This post is contributed by Coastal Rivers Trustee Barnaby Porter from his archive. Read the previous post here.
There are few places on Earth where no life exists. From pole to pole, from the top of Everest to the bottom of the Mariana Trench, we find everything from single-celled bacteria to the multi-celled grizzly bear and every combination in between, whatever the territory will foster. But every once in a while, a life-form makes a startling appearance in a place we don’t expect to find it. One such place is inside my chimney.
Chimney swifts or spiders wouldn’t surprise me in the warm months when the wood stove stands idle and cold, but on the tail end of a long winter during which half a dozen cords of wood have wafted up the chimney in the form of choking smoke and all of its gagging, poisonous gases, not to mention the heat and the creosote and a total lack of anything friendly, the chimney is the last place I’d look for signs of life. I wouldn’t even call it a reasonable hideaway for a hibernator. Thus has been my thinking on chimneys until recently.
Two or three times a year I open the clean-out door at the base of the chimney and shovel the fallen flakes of creosote into a 5-gallon bucket. There’s usually a respectable pile of the stuff in there, but I’m glad to have it scale off the lining of the chimney rather than build up to become a fire hazard. Then I inspect the chimney with a mirror to be sure it looks nice and square with no dangerous accumulations in evidence.
This I did, not long ago, and then took the bucket outside. The creosote in the bucket was not as dry as I would like to have seen it, but we’ve been burning some greenish wood this year, so I wasn’t surprised. I left the bucket for a day or two and through as many nights when the temperature dropped below zero.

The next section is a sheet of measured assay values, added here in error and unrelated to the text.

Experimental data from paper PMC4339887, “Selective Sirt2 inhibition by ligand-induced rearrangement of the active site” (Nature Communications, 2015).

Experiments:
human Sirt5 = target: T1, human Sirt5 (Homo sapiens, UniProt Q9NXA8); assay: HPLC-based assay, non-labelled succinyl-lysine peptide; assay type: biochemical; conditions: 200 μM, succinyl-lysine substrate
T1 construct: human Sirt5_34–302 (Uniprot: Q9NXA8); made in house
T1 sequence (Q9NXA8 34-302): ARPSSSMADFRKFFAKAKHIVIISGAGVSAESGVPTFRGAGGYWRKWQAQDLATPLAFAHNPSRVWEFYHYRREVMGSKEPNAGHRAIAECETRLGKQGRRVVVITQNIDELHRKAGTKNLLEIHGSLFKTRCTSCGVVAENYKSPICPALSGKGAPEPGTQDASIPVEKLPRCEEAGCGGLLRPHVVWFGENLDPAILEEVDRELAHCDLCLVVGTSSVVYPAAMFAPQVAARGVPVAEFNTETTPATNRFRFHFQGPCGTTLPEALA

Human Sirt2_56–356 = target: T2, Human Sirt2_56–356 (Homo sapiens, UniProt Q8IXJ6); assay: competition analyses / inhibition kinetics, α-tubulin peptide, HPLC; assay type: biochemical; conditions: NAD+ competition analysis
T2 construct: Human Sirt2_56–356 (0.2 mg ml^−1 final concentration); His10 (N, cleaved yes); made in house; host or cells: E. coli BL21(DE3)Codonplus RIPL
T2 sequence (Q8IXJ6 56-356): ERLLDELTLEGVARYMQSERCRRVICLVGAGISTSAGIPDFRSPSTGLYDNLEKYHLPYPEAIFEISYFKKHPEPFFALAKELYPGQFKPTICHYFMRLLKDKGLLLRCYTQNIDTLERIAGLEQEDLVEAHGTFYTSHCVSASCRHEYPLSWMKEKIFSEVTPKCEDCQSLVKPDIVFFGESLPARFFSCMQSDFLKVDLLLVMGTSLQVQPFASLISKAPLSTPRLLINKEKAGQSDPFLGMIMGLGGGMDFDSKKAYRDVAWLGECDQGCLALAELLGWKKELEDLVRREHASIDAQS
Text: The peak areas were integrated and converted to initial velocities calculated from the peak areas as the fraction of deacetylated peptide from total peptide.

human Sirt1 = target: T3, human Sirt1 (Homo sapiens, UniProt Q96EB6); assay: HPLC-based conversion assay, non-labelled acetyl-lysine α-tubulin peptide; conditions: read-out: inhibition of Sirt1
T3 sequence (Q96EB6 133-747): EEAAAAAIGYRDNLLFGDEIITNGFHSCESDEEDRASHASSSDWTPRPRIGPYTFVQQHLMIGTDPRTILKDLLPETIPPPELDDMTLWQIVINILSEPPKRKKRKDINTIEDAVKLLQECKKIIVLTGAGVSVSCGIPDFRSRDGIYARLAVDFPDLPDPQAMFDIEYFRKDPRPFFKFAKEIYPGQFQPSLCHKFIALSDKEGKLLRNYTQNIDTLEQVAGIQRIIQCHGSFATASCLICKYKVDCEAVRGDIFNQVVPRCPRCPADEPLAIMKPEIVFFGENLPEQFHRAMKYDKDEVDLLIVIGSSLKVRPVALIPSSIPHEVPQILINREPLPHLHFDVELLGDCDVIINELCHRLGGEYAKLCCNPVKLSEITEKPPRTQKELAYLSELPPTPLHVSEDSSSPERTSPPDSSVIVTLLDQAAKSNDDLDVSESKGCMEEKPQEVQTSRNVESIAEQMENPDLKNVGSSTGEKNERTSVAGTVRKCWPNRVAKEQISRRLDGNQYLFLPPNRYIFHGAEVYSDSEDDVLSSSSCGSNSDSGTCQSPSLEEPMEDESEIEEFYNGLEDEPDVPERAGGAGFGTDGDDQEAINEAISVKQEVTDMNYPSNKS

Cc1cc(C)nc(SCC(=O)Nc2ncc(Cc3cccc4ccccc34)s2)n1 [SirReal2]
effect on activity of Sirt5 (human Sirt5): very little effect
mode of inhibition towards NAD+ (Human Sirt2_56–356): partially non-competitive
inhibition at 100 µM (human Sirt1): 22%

One morning I remembered and decided to empty it. I got a trowel and started broadcasting the black flakes over the piles of snow in the yard to hasten their melting under the early spring sun. The bucket was nearly empty, and as I scooped up the last of the stuff, I noticed something that was decidedly off-color and of a different texture. Then this novel bit of fluff opened its mouth to show a nice set of teeth . . . and squeaked! It was a little brown bat. I flipped it into the air, and it fluttered off behind the barn, somewhat unsure of its bearings.
That bat was rather a surprise, and its perplexing appearance in the bottom of my bucket of damp and frozen creosote set me to wondering. How could a bat have shown up in such a place at this time of year? It seemed unlikely it would have entered the chimney once it began spewing smoke back in September, and yet why didn’t I find the poor little devil the first time I cleaned the chimney early in the heating season, assuming the bat had crawled in there before the season started?
Perhaps it had been clinging to the crusty tile lining ever since, somewhere below the stove pipe thimble, and only since the last cleaning was the poor thing knocked down to the clean-out door by falling chunks. Even so, it must have been a terribly unpleasant winter – a living hell! Then to have been buried in a frozen heap of damp creosote for two days – it says more than a little about the tenacity of life.
Artist and author Barnaby Porter has had a varied career in marine research, aquaculture, and woodworking, among others. Most recently he partnered with his wife Susan as co-owners of the Maine Coast Book Shop & Cafe in downtown Damariscotta. On October 7, 2021, Barnaby completed his tenure on Coastal Rivers’ Board of Trustees after six years of service.